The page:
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World Oceans Day: Banknotes washed ashore

Categories : Cash connects people
June 7, 2019
Tags : Banknote/Note, Cash
June 8 is World Oceans Day and CashEssentials is taking you on a journey across the world to give a glimpse of the rich and colourful marine life found in vast waters – and in your wallets! Find out more about various beautifully-designed banknotes washed ashore.
Communication Team / Equipo de Comunicación

This post is also available in: Spanish

The need to foster conservation initiatives and advocate for sound policy is necessary to safeguard the rich yet fragile marine ecosystems we have today.

As we celebrate World Oceans Day, held every year on the 8th of June, CashEssentials is excited to take you on a journey across the world and give you a glimpse of the rich and colourful marine life found in vast waters – and in your wallets! Swim through beautifully-designed banknotes across the world and read about their vulnerable sea creatures from countries like Malaysia, Brasil, Argentina, Mexico, the Maldives, the Philippines, Fiji, Tonga, Uganda and Norway:




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Themed as ‘Distinctively Malaysia’, Malaysia’s current banknote series draws its inspiration from elements which distinctively redefine the country’s diverse culture, heritage and nature. The bright orange 20-Ringgit banknote features two of the most well-known species of sea turtles endemic to Malaysia’s diverse tropical waters – the Hawksbill Turtle and the Leatherback turtle. These calm and gentile reptiles are sadly plummeting by number and are on the brink of extinction due to sea reclamation, hunting and habitat destruction.




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At the back of Brazil’s 100-Brazilian Real banknote is a rather prehistoric looking creature that is one of the most known fishes found in the Brazilian Coast. The Dusky Grouper is not only special for its appearance, but more so for its notable characteristic that sets it aside from other species. Dusky Groupers begins life as a female before turning into a male once reaching a certain age and size. This extraordinary creature has however declined alarmingly in recent decades as a result of excessive fishing for it is enjoyed by many as a popular food dish. In addition, it’s more difficult for this particular species to quickly regenerate given their unique transforming abilities.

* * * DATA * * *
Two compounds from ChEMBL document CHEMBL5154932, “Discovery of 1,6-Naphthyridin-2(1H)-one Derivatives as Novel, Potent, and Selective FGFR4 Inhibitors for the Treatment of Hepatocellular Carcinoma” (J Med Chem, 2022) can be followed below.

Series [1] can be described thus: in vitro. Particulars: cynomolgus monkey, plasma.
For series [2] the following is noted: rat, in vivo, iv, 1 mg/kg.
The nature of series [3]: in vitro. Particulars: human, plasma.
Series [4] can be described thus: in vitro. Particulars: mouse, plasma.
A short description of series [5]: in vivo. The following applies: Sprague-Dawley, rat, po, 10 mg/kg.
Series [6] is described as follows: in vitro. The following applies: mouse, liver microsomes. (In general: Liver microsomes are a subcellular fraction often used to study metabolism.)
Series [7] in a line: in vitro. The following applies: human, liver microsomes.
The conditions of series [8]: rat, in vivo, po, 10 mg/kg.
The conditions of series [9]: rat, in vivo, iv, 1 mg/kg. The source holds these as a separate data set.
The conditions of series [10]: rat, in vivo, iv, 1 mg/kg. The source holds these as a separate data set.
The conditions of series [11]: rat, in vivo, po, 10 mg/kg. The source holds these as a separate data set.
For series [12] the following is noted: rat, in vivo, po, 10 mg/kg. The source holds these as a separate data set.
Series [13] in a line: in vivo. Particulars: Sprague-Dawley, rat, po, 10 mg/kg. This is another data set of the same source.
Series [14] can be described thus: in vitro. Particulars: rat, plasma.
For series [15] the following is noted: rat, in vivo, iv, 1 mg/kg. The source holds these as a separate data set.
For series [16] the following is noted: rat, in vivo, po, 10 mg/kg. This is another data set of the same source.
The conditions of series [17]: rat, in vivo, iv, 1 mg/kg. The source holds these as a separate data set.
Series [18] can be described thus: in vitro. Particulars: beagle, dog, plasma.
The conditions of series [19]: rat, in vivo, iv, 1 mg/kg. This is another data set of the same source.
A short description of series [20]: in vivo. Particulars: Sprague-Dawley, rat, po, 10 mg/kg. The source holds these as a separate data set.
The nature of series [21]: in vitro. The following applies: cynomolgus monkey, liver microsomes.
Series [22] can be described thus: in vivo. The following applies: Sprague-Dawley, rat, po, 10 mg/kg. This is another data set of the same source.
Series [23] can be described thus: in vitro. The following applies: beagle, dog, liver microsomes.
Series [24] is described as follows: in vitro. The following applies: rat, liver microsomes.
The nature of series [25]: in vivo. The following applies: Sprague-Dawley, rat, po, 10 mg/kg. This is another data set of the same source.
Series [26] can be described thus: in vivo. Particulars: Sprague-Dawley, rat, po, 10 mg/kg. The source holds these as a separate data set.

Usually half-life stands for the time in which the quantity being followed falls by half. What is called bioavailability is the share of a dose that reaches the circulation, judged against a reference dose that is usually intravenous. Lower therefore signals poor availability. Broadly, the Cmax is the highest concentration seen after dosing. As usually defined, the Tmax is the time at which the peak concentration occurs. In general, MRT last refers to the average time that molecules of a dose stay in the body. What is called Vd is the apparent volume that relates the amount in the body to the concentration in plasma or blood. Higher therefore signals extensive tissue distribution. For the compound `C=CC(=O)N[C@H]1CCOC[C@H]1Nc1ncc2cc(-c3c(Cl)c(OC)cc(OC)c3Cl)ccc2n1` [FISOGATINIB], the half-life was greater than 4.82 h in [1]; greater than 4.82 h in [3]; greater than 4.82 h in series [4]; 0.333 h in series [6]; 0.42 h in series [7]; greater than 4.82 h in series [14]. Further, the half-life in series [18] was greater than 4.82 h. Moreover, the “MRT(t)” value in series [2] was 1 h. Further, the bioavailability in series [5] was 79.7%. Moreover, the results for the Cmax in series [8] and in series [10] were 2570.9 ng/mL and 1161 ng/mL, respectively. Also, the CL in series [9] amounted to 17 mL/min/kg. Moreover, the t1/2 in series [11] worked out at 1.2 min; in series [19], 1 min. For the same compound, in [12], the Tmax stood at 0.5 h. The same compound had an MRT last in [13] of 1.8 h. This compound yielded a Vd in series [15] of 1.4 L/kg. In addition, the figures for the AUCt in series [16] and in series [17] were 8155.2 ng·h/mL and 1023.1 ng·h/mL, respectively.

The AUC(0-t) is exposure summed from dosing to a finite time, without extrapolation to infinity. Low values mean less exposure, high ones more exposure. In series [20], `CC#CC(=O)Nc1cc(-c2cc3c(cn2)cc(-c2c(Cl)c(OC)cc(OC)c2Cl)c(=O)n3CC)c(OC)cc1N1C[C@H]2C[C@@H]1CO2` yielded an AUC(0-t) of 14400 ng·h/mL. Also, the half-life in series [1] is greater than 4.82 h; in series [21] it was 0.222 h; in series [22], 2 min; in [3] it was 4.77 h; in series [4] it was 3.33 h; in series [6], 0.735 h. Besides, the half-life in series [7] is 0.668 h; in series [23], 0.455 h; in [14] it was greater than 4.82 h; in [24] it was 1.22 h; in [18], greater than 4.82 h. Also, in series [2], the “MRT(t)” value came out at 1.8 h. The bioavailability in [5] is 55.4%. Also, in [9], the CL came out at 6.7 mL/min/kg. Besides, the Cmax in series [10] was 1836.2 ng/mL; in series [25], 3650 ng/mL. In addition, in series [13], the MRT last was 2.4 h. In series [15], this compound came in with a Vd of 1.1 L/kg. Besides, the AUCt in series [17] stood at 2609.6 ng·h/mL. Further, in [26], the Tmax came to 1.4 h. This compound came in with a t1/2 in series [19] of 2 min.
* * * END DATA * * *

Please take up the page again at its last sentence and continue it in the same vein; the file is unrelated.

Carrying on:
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The Central Bank of Argentina launched the 200-peso bill featuring the Southern Right Whale in October 2016. It is the second banknote of Argentina’s Native Fauna series which aims to raise awareness on environmental protection. Swimming as regal creatures of the sea, all species of right whales have enjoyed complete international protection since 1949. Southern right whales in particular, have shown positive population growth since being protected by authorities.




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Mexico’s 500-peso bill entered circulation in August 2018 with the Gray Whales of Baja swimming through the banknote’s blue-coloured coastal waters. The San Ignacio Lagoon is located in Mulegé Municipality of the Mexican state of Baja California Sur where these calm waters serve as a sanctuary for these majestic beasts when they give birth to their young.

But the rampant rise of the whale watching industry made them more vulnerable that by the 20th century, they were in serious danger of extinction across the world. Today, Gray Whales are protected by international law and the Mexican government currently safeguards their lagoons.



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Beautifully portrayed on the 1000-Rufiyaa banknote of Maldives is a harmless sea creature living in the depths of the ocean. Reputed as one of the largest fish in the sea, the Whale Shark swims through the currents of the ocean located in the South of Ari Atoll, native to the Maldives. These waters are not only a paradise to these beautiful animals but to people eager to witness their grand presence. A dream for us but a nightmare for them, Whale Sharks are in rapid decline and have been labelled as “endangered” by the International Union for Conservation of Nature (IUCN) in 2016.




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The Tubbataha Reef, featured on the 1000-Peso banknote, is known as a Philippine gem and a UNESCO World Heritage Site. Dubbed as one of the most pristine and biodiverse reefs in the world, it carries over 350 species of coral and 500 species of fish.



A few other countries with banknotes surrounding marine life includes the Kingdom of Tonga’s 1-Tongan Pa’anga, Fiji’s 10-Fijian Dollar and Uganda’s 2000-Ugandan Shilling. Catch a glimpse of the intricate process behind the idea up to the production of banknotes by watching the video below. Created by Norges Bank, it showcases Norway’s banknote series themed ‘The Sea’ which highlights ‘the importance of the sea for Norway’s business sector and economic prosperity’.

This post is also available in: Spanish